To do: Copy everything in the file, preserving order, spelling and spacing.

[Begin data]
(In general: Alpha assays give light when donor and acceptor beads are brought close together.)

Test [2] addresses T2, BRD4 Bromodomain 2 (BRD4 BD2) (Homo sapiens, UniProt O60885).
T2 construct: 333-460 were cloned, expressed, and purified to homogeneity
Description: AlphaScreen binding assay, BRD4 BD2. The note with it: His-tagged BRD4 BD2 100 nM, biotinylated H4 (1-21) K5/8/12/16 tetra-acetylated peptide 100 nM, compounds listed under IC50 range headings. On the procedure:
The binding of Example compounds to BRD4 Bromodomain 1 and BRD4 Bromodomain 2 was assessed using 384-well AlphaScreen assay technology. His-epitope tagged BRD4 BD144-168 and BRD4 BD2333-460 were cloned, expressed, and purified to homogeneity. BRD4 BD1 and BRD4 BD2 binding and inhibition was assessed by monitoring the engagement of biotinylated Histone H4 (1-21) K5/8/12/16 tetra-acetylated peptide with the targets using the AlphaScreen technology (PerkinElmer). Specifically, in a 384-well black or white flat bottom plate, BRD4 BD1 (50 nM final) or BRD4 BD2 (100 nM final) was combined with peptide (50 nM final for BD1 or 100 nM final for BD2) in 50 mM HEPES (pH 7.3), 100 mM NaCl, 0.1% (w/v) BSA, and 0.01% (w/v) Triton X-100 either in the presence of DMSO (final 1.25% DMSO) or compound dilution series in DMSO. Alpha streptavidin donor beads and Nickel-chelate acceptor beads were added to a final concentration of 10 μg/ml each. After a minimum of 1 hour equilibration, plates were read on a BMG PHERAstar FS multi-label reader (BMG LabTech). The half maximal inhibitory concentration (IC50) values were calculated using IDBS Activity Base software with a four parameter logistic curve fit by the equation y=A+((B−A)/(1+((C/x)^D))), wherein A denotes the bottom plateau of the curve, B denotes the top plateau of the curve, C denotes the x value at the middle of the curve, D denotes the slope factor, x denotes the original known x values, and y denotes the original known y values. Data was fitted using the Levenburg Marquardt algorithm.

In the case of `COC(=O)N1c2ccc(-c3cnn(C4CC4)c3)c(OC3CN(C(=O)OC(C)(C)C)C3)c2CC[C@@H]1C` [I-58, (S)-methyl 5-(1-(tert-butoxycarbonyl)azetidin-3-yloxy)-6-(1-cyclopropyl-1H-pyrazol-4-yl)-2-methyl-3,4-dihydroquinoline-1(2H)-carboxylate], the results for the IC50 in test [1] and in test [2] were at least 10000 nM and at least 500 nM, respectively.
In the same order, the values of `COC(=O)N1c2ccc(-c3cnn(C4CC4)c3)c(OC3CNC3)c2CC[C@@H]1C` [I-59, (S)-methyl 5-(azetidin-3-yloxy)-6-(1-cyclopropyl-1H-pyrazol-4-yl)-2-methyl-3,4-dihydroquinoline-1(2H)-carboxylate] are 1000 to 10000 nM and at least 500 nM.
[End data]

(In general: Alpha assays give light when donor and acceptor beads are brought close together.)

Test [2] addresses T2, BRD4 Bromodomain 2 (BRD4 BD2) (Homo sapiens, UniProt O60885).
T2 construct: 333-460 were cloned, expressed, and purified to homogeneity
Description: AlphaScreen binding assay, BRD4 BD2. The note with it: His-tagged BRD4 BD2 100 nM, biotinylated H4 (1-21) K5/8/12/16 tetra-acetylated peptide 100 nM, compounds listed under IC50 range headings. On the procedure:
The binding of Example compounds to BRD4 Bromodomain 1 and BRD4 Bromodomain 2 was assessed using 384-well AlphaScreen assay technology. His-epitope tagged BRD4 BD144-168 and BRD4 BD2333-460 were cloned, expressed, and purified to homogeneity. BRD4 BD1 and BRD4 BD2 binding and inhibition was assessed by monitoring the engagement of biotinylated Histone H4 (1-21) K5/8/12/16 tetra-acetylated peptide with the targets using the AlphaScreen technology (PerkinElmer). Specifically, in a 384-well black or white flat bottom plate, BRD4 BD1 (50 nM final) or BRD4 BD2 (100 nM final) was combined with peptide (50 nM final for BD1 or 100 nM final for BD2) in 50 mM HEPES (pH 7.3), 100 mM NaCl, 0.1% (w/v) BSA, and 0.01% (w/v) Triton X-100 either in the presence of DMSO (final 1.25% DMSO) or compound dilution series in DMSO. Alpha streptavidin donor beads and Nickel-chelate acceptor beads were added to a final concentration of 10 μg/ml each. After a minimum of 1 hour equilibration, plates were read on a BMG PHERAstar FS multi-label reader (BMG LabTech). The half maximal inhibitory concentration (IC50) values were calculated using IDBS Activity Base software with a four parameter logistic curve fit by the equation y=A+((B−A)/(1+((C/x)^D))), wherein A denotes the bottom plateau of the curve, B denotes the top plateau of the curve, C denotes the x value at the middle of the curve, D denotes the slope factor, x denotes the original known x values, and y denotes the original known y values. Data was fitted using the Levenburg Marquardt algorithm.

In the case of `COC(=O)N1c2ccc(-c3cnn(C4CC4)c3)c(OC3CN(C(=O)OC(C)(C)C)C3)c2CC[C@@H]1C` [I-58, (S)-methyl 5-(1-(tert-butoxycarbonyl)azetidin-3-yloxy)-6-(1-cyclopropyl-1H-pyrazol-4-yl)-2-methyl-3,4-dihydroquinoline-1(2H)-carboxylate], the results for the IC50 in test [1] and in test [2] were at least 10000 nM and at least 500 nM, respectively.
In the same order, the values of `COC(=O)N1c2ccc(-c3cnn(C4CC4)c3)c(OC3CNC3)c2CC[C@@H]1C` [I-59, (S)-methyl 5-(azetidin-3-yloxy)-6-(1-cyclopropyl-1H-pyrazol-4-yl)-2-methyl-3,4-dihydroquinoline-1(2H)-carboxylate] are 1000 to 10000 nM and at least 500 nM.